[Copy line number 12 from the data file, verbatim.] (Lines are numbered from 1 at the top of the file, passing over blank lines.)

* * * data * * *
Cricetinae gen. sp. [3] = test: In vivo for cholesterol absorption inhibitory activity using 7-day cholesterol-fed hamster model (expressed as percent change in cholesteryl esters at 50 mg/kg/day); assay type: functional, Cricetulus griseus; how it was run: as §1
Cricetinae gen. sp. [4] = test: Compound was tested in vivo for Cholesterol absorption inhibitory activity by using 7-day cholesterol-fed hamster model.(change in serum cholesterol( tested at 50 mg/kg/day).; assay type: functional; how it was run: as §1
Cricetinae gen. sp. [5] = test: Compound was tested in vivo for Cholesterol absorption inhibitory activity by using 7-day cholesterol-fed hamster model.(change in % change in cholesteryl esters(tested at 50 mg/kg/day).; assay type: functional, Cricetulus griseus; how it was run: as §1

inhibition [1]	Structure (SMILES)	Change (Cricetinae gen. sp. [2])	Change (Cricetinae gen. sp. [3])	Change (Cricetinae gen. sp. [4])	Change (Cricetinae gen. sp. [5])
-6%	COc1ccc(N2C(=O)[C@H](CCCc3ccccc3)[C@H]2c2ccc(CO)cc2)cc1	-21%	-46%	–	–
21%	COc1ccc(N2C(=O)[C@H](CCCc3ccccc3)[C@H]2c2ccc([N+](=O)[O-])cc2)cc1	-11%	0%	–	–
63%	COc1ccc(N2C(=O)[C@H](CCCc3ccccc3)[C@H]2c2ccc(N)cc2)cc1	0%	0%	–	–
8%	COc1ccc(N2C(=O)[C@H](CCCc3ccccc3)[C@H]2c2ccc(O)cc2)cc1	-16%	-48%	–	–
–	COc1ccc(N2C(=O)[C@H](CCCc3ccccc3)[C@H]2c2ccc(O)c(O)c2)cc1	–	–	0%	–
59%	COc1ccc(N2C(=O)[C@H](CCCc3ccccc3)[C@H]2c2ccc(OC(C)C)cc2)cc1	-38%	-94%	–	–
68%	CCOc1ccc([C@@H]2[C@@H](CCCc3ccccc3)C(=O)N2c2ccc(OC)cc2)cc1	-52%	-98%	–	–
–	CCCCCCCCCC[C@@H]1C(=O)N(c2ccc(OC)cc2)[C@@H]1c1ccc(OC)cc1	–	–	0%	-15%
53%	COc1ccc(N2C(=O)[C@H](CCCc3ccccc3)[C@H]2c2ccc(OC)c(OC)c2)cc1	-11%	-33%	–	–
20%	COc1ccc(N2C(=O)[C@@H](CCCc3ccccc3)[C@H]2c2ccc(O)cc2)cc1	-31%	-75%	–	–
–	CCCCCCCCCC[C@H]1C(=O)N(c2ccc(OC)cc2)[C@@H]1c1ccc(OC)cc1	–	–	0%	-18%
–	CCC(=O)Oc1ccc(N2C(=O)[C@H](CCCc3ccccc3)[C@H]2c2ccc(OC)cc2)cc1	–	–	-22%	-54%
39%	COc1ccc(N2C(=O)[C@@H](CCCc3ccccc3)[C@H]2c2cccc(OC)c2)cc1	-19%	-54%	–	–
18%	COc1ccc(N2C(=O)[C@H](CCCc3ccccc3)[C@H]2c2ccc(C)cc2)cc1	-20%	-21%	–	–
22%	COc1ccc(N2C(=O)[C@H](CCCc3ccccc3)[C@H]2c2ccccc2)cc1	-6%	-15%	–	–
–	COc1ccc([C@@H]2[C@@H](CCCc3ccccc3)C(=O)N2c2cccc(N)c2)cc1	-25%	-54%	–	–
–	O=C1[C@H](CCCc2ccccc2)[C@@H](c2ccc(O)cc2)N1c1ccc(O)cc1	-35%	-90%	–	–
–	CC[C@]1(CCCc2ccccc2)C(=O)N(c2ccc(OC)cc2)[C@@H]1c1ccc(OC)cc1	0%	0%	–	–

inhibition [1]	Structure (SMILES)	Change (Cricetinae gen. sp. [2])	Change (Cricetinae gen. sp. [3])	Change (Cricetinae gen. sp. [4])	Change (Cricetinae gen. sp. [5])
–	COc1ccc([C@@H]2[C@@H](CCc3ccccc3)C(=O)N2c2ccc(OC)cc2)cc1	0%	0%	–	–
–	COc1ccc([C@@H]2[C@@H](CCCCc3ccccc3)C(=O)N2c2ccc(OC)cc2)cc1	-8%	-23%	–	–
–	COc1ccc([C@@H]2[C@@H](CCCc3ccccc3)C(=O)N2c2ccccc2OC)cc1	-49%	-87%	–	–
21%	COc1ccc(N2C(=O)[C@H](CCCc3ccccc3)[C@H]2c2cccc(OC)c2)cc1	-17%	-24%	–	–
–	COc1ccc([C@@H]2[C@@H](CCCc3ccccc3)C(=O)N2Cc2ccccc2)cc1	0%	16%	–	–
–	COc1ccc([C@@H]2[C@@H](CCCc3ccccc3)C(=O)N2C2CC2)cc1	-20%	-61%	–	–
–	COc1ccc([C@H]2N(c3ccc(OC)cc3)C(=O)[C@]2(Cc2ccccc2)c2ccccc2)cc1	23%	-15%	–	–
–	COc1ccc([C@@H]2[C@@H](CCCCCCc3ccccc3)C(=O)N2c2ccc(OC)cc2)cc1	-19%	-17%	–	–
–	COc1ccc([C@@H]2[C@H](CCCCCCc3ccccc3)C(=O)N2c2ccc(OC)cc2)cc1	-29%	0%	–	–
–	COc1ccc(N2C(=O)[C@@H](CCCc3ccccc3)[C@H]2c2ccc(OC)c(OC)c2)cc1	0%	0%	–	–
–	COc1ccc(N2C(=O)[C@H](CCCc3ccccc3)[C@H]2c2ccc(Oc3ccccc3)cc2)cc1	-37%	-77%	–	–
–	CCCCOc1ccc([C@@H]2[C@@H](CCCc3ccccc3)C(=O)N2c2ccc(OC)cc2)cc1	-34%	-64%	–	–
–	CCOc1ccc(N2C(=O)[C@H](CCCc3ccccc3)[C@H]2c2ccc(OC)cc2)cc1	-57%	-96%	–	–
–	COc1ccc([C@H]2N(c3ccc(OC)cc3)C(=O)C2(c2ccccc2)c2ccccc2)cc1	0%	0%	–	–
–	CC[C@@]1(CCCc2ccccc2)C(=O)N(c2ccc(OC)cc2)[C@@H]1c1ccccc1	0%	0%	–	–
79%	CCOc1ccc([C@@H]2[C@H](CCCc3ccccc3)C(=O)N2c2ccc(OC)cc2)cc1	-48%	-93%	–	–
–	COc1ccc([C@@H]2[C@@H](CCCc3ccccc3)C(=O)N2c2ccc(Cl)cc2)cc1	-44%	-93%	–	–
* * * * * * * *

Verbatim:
–	CCCCCCCCCC[C@@H]1C(=O)N(c2ccc(OC)cc2)[C@@H]1c1ccc(OC)cc1	–	–	0%	-15%